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Less likely, perhaps, but I 've seen ground cables look perfect, but still have internal resistance in them. Do any of the cables feel warm, or even hot, after cranking for a bit? Your '37 looks gorgeous! I love that color and I love the flat back body.

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Ground straps (braided cables) come in different sizes also. What size in AWG are the engine and battery ground straps? If you bunched them up, would it be about 1/2" in diameter?

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6 hours ago, jeff said:

Be sure your timing is not advanced too far

 

Check this at least 10 times in every imaginable situation. Then check it some more. Be sure that thin piece of cork under the breaker plate is lubed. 

 

The starter was not "put through its paces" if you are thinking it went into a torque measuring device that might be pictured in old manuals. The shops don't do that anymore.

 

How does the engine spin without spark plugs?

 

How much torque is required to turn it with a torque wrench on the damper nut?

 

The engine was rebuilt and then left to sit for 50 years? Did you take the head off to look for rust build up on the cylinder walls? That is a big mass of cast iron and will condense a lot of water out of the air over the years. Was there much water in the bottom of the pan?

 

Just thinking of what I would check.

Bernie

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1937mod44,

 

Welcome to the AACA Discussion Forum. If you have any other questions, you may wish to consider posting them down in the Buick PreWar Section of the Forum. There are lots of pre-war Buick guys who are more likely to see posts there. 

 

I would also like to invite you to check out the 36-38 Buick Club at http://www.3638buickclub.org/. Hopefully you will consider joining that club. If you would be interested in sending me a story about your car's restoration along with some good photos, I am sure that the members of the club would love to read about your restoration in the Torque Tube II. Please let me know if you have any questions that I can help you with in regards to the club.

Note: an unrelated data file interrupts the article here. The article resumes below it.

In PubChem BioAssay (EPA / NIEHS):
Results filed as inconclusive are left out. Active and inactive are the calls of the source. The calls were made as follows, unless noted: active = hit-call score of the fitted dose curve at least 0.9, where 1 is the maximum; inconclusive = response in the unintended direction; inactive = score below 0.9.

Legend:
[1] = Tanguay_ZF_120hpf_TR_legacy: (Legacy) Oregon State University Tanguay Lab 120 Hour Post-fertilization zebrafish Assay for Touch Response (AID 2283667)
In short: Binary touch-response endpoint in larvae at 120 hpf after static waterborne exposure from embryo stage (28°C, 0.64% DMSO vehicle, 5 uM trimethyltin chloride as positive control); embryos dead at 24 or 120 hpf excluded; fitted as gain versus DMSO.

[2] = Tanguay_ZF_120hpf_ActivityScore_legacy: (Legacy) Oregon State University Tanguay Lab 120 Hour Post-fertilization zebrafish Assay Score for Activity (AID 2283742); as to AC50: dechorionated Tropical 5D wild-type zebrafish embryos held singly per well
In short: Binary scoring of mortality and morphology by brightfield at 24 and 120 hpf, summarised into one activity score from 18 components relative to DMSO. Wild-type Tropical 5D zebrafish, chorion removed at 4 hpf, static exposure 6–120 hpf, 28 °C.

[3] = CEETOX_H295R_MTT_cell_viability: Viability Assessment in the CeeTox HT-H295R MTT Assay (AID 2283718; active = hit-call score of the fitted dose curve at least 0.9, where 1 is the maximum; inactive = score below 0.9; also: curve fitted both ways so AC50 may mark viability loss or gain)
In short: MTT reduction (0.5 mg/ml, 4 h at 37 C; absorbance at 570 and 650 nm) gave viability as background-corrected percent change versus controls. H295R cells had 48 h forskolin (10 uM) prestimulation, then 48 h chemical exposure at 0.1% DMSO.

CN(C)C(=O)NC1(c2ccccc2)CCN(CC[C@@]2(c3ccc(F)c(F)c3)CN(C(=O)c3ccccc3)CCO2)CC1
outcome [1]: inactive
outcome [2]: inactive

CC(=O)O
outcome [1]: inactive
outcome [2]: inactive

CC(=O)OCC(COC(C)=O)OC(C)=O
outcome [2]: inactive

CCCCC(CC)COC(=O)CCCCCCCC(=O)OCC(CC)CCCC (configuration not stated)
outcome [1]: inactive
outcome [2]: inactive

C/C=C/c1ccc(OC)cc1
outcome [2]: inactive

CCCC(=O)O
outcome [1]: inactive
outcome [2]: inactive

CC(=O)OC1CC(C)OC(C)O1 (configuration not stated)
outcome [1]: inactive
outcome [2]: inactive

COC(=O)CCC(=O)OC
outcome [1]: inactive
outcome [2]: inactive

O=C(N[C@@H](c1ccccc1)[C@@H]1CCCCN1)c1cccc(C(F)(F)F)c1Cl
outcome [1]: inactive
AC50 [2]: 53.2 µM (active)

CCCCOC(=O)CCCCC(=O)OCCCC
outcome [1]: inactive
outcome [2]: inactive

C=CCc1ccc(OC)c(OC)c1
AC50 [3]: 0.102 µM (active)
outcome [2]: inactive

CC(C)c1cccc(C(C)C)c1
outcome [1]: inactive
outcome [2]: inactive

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19 hours ago, 1937mod44 said:

Thanks Ben.

20170903_144314.jpg

Larry, those slant-backs are the best sedans out there. I`d like to know the name/number of the paint color on your car, and what brand. Also is it base/clear? Urethane?   Tom

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When you have all the correct size cables and you think all of the connections are whistle clean there is one more. The grounding brushes in the starter. have built up corrosion.  

Starter Motor Grounding FIX1.JPG

Starter Motor Grounding FIX2.JPG

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3 hours ago, pont35cpe said:

Larry, those slant-backs are the best sedans out there. I`d like to know the name/number of the paint color on your car, and what brand. Also is it base/clear? Urethane?   Tom

Tom, the paint number is 506.  It's called Windser Grey.  The closest paint match I could get was  Dupont Chroma Premier code MM351.  It is a base/clear application